|5. Didactics or learning activities on health promotion and education e.g. Lectures on health promotion, inclusion in required terminal competencies||134 (66.01)||69 (33.99)|
|6. Support from other specialty departments e.g. Surgery on injury prevention; Infectious Section on HIV screening etc.; Internal Medicine on smoking cessation, alcohol abuse, or diet restriction||160 (78.82)||43 (21.18)|
Interestingly, most of the EM physicians perceived that they will be “very” successful in effecting change on the different health-related behaviors of patients if given the appropriate support to carry out HPE interventions in their work area. Table 8 showed the results of the abovementioned findings.
|Health-related behavior||VerySuccessful n (%)||SomewhatSuccessful n (%)||Not Successful n (%)|
|Smoking||120 (59.11)||80 (39.41)||3 (1.48)|
|Alcohol use||117 (57.64)||83 (40.89)||3 (1.48)|
|Illicit drug use||126 (62.07)||69 (33.99)||8 (3.94)|
|Diet||120 (59.11)||79 (38.92)||4 (1.97)|
|Exercise||114 (56.16)||83 (40.89)||6 (2.96)|
|Domestic violence||99 (48.77)||94 (46.31)||10(4.93)|
|Stress||108 (53.20)||84 (41.38)||11 (5.42)|
|Sexual Practices||111 (54.68)||87 (42.86)||5 (2.46)|
Going on duty 6-7 days/week (p=0.013), working in public or government hospitals (p=0.019), and seeing mostly emergent and urgent patients (p=0.028) were significantly associated with the overall perception of preparedness to advise patients on HPE topics as shown in Table 9.
|General Characteristics||Categories/Levels||Overall Perception of Preparedness to Counsel||Test Statistic (Chi-square)||p-value|
|Desirable (%)||Undesirable (%)|
|Age||≤ 30 years||10 (8.62)||106 (91.38)||0.02||0.887|
|>30 years||8 (9.20)||79 (90.80)|
|Sex||Male||9 (8.11)||102 (91.89)||0.175||0.676|
|Female||9 (9.78)||83 (90.22)|
|Year Level||1st-2nd Year||11 (8.27)||122 (91.73)||0.17||0.68|
|3rd-4th Year||7 (10.00)||63 (90.00)|
|Duty Days||≤ 5 days/week||9 (5.96)||142 (94.04)||6.164||0.013|
|6-7 days/week||9 (17.31)||43 (82.69)|
|Hospital Classification||Private||1 (1.67)||59 (98.33)||5.465||0.019|
|Public||17 (11.89)||126 (88.11)|
|Daily Average Consults||≤ 100 consults||4 (9.30)||39 (90.70)||0.013||0.91|
|>100 consults||14 (8.75)||146 (91.25)|
|Acuity or Case Severity||Emergent/Urgent||18 (10.91)||147 (89.09)||-||0.028|
|Non-urgent||0 (0.00)||38 (100.00)|
However, the overall performance of HPE activities at the ED was not associated with any demographic data or working environment information of the EM residents, as shown in Table 10.
|General Characteristics||Categories/ Levels||Overall Perception of Preparedness to Counsel||Test Statistic (Chi-square)||p-value|
|Desirable (%)||Undesirable (%)|
|Age||≤ 30 years||18 (15.52)||98 (84.48)||2.38||0.123|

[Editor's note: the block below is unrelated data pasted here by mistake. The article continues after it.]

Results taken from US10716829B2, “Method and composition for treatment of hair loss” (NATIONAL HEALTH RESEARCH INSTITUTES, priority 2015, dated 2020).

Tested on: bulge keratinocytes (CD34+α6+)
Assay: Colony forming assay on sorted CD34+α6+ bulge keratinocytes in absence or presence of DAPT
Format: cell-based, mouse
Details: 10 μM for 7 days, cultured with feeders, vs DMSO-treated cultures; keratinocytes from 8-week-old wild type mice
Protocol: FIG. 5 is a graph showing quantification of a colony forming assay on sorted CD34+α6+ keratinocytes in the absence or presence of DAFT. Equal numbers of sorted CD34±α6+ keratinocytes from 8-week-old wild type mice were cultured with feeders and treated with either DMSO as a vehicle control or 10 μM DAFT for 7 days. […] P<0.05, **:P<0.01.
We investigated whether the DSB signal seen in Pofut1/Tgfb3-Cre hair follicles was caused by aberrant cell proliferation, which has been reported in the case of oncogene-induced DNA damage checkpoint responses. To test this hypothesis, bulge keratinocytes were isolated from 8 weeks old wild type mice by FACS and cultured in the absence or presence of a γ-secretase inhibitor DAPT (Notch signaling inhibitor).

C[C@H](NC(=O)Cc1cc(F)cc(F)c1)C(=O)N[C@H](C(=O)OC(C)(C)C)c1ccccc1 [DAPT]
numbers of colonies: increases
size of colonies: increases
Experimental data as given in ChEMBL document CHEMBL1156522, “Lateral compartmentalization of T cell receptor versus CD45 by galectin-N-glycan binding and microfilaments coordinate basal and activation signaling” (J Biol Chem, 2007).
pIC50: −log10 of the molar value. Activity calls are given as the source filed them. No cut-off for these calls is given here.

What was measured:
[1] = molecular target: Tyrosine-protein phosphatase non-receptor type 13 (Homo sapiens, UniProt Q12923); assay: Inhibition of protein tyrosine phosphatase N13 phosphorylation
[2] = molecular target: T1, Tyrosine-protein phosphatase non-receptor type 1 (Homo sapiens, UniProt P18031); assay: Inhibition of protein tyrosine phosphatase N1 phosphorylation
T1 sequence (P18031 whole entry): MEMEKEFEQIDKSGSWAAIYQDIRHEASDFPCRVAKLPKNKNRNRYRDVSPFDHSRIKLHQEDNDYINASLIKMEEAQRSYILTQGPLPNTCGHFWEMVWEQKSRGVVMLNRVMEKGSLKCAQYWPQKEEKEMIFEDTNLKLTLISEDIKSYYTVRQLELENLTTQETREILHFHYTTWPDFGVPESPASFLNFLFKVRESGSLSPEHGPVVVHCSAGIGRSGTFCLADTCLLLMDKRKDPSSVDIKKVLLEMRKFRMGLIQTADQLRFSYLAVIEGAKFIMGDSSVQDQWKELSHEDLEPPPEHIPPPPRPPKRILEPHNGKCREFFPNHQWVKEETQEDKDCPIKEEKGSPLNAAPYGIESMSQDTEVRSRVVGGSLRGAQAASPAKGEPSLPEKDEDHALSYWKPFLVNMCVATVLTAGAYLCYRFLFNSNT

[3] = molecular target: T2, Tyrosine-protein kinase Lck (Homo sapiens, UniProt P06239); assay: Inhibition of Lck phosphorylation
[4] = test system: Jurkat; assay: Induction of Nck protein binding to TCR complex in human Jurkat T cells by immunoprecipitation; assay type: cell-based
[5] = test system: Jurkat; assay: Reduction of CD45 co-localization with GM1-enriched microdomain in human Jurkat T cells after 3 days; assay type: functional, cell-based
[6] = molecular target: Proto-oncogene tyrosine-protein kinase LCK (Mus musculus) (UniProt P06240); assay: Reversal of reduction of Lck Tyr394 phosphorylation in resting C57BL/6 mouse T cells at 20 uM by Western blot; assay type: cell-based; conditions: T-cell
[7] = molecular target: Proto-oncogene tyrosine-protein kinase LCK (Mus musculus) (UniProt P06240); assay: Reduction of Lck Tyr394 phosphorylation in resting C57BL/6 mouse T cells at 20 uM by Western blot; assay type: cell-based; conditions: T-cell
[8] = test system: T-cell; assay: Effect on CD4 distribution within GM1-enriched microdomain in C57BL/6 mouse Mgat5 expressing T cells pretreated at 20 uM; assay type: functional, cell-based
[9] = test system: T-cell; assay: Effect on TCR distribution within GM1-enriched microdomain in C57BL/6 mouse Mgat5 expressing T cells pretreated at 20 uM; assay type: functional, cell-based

|>30 years||21 (24.14)||66 (75.86)|
|Sex||Male||23 (20.72)||88 (79.28)||0.359||0.549|
|Female||16 (17.39)||76 (82.61)|
|Year Level||1st Year||10 (15.63)||54 (84.38)||2.077||0.557|
|2nd Year||13 (18.84)||56 (81.16)|
|3rd Year||11 (20.37)||43 (79.63)|
|4th Year||5 (31.25)||11 (68.75)|
|Duty Days||≤ 5 days/week||29 (19.21)||122 (80.79)||<0.001||0.997|
|6-7 days/week||10 (19.23)||42 (80.77)|
|Hospital Classification||Private||10 (16.67)||50 (83.33)||0.356||0.551|
|Public||29 (20.28)||114 (79.72)|
|Daily Average Consults||≤ 50 consults||4 (30.77)||9 (69.23)||1.253||0.535|
|51-100 consults||6 (20.00)||24 (80.00)|
|>100 consults||29 (18.13)||131 (81.88)|
|Acuity or Case Severity||Emergent/Urgent||35 (21.21)||130 (78.79)||2.272||0.132|
|Non-urgent||4 (10.53)||34 (89.47)|
Emergency physicians are in the key position to identify predisposing factors for risky health behaviors and implement public health strategies owing to the nature of their specialty. In this study, the majority of the respondents recognized that the EM physicians were primarily responsible for providing health education and health-promoting activities at the ED which was consistent with the findings of a similar investigation in 1998 . Although, EM residents have reported performing health promotion activities most of the time during patient encounters, the extent to which they have routinely gathered data on health practices was not done. Emergency departments have proven to be effective settings for disease surveillance, risky health behavior screening, and initiation of intervention programs for HIV, falls, suicide, intimate partner violence, tobacco addiction, alcohol and drug abuse, injury, and chronic disease, it thus became imperative for doctors manning EDs to regularly ask information on patient’s health-related practices and administer HPE interventions when necessary .